A study on a psychology course taught at the University of Texas found that quizzing students at the beginning of every class improved student performance as opposed to conducting traditional midterm and final exams.
The New York Times article states:
“This study is important because it introduces a new method to implement frequent quizzing with feedback in large classrooms, which can be difficult to do,” said Jeffrey D. Karpicke, a professor of psychology at Purdue, who was not involved in the study.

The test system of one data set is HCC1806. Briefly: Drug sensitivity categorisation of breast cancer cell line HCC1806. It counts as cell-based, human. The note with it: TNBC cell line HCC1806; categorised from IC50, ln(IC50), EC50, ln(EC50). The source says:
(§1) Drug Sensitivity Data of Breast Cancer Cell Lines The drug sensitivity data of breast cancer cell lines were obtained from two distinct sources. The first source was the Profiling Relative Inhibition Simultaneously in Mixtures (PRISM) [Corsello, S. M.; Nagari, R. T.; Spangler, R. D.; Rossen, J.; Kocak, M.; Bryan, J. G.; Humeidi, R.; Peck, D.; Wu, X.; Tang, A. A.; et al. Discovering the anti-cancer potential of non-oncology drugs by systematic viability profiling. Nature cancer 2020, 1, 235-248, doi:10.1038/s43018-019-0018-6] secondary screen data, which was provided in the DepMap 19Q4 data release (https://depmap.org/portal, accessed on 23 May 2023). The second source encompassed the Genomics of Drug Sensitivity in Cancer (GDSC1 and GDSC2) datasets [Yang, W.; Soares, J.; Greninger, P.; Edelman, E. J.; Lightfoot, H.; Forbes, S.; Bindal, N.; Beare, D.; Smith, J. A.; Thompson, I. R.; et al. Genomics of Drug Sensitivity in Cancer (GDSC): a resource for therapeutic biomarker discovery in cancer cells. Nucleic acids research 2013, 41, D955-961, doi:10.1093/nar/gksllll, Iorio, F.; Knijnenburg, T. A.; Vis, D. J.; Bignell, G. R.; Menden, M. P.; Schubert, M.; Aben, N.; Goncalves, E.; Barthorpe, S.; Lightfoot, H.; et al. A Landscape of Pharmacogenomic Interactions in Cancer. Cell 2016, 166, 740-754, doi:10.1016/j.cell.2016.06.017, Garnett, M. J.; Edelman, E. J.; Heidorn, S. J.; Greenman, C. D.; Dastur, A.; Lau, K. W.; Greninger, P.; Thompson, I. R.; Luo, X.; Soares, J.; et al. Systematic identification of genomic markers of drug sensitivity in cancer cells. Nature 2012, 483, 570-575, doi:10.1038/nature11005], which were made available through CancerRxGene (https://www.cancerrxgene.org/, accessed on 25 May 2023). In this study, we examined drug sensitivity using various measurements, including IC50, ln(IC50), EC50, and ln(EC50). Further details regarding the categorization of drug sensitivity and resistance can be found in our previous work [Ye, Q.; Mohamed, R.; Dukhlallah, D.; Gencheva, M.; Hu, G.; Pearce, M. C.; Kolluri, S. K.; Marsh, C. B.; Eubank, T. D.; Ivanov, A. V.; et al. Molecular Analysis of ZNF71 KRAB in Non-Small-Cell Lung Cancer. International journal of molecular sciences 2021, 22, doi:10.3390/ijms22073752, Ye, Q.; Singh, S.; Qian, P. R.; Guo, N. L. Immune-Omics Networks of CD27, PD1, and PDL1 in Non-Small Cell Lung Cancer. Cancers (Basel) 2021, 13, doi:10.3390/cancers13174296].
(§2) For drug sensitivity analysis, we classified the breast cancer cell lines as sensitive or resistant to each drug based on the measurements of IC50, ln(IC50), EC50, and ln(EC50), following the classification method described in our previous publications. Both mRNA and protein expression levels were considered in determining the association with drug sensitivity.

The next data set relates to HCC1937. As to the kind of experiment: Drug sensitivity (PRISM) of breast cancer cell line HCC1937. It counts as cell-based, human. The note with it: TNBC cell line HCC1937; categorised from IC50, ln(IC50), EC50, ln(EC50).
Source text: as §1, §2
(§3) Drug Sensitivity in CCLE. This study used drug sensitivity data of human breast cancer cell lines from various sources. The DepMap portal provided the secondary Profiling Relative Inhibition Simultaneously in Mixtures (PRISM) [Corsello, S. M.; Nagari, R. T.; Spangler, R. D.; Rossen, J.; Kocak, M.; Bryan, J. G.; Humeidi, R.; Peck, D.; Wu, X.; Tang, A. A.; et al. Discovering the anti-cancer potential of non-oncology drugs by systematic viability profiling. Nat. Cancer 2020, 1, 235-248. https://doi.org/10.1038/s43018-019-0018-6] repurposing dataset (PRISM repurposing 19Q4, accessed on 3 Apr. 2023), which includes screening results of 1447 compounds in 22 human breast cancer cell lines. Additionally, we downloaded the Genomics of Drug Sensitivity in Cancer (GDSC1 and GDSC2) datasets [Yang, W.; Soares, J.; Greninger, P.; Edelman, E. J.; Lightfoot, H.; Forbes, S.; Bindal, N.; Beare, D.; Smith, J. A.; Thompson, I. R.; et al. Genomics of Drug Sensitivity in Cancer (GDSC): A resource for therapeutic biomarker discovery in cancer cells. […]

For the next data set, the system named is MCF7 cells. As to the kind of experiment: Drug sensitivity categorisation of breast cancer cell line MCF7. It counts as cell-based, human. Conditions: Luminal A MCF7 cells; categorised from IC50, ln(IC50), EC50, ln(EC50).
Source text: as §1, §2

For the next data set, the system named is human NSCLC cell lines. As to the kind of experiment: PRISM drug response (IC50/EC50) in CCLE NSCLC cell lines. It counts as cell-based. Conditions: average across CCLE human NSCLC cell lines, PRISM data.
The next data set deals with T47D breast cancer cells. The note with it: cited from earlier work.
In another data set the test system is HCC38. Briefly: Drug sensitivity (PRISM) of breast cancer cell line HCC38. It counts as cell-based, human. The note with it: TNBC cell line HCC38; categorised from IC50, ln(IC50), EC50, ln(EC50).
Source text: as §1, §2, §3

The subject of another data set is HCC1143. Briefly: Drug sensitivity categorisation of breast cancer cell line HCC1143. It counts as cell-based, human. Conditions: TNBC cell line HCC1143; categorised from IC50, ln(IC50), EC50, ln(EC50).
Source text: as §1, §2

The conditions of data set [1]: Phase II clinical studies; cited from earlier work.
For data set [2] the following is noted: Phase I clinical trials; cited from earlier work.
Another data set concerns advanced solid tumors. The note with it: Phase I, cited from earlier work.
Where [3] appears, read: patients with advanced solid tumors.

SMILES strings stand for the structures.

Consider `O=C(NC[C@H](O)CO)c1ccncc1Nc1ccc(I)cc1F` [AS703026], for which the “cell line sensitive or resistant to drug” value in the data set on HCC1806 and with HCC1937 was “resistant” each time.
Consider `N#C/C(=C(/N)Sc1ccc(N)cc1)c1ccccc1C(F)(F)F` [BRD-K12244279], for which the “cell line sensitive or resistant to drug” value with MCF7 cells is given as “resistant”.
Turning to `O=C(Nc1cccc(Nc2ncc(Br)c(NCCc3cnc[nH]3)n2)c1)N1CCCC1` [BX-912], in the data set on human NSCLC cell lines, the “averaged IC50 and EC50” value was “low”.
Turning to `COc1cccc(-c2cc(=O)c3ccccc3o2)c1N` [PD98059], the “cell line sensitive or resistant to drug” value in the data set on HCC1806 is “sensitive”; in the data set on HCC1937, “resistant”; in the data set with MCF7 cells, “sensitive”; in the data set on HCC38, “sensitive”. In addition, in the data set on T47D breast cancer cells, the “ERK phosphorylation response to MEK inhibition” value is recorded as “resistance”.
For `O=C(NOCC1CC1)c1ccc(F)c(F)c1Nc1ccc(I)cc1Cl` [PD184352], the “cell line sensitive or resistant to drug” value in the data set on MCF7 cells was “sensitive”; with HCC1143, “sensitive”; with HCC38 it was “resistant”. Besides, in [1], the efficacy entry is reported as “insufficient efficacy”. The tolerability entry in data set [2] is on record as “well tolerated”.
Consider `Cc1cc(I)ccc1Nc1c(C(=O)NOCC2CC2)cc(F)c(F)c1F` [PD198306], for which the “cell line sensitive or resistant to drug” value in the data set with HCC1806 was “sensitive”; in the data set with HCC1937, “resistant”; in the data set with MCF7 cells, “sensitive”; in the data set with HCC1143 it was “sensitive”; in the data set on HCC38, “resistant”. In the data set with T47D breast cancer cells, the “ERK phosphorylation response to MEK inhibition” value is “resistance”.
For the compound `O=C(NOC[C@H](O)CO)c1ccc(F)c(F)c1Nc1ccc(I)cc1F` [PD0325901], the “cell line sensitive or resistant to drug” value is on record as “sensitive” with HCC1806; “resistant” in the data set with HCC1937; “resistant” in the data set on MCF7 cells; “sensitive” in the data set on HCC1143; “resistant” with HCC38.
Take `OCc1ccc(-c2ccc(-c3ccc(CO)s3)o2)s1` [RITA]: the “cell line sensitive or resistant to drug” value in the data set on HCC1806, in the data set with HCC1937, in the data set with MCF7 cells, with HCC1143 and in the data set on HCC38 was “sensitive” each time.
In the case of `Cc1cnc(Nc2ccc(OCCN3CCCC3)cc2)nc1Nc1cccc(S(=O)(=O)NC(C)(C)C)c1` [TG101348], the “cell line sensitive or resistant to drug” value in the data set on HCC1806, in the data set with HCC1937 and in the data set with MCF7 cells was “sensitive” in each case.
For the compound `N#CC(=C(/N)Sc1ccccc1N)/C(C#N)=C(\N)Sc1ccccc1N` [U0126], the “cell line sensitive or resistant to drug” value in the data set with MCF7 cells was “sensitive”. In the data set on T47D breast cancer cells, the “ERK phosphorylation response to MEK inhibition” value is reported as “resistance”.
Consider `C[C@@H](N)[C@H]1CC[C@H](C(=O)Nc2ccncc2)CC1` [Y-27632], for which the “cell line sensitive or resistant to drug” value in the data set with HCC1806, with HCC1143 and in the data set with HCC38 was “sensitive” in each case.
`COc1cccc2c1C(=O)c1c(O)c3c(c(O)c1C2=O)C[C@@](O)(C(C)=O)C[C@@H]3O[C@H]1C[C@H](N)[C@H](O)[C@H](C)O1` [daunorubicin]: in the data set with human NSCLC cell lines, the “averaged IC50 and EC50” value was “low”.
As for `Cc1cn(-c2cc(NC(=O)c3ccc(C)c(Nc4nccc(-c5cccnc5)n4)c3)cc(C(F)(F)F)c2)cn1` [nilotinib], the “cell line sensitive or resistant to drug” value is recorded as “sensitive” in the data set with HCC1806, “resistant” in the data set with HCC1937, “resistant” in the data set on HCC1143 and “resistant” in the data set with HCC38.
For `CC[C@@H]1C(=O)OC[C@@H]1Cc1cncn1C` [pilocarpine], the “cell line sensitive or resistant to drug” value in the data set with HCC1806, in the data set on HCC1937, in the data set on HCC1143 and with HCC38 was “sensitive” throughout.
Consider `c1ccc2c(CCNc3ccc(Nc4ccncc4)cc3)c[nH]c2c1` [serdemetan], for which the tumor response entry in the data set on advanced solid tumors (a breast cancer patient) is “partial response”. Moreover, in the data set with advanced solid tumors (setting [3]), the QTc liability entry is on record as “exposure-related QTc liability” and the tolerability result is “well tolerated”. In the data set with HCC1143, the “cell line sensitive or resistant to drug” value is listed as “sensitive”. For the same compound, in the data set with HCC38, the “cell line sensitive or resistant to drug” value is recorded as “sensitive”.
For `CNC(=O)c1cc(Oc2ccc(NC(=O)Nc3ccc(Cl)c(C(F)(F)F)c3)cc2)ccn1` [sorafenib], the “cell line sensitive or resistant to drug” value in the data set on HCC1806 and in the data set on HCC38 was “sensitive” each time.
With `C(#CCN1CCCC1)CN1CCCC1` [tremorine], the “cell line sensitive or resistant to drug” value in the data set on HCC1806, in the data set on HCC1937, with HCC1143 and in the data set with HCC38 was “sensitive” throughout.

He added, “This is the first large study to show that classroom quizzing can help reduce achievement gaps” due to socioeconomic background.
The article continues to discuss how students from lower-income areas benefited from the quizzes:
The grade improvements were sharpest among students from lower-income backgrounds — those from poor-quality schools “who were always smartest in class,” [Dr. Samuel D. Gosling] said.
“Then they get here and, when they fail the first midterm, they think it’s a fluke,” he went on. “By the time they’ve failed the second one, it’s too late. The hole’s too deep. The quizzes make it impossible to maintain that state of denial.”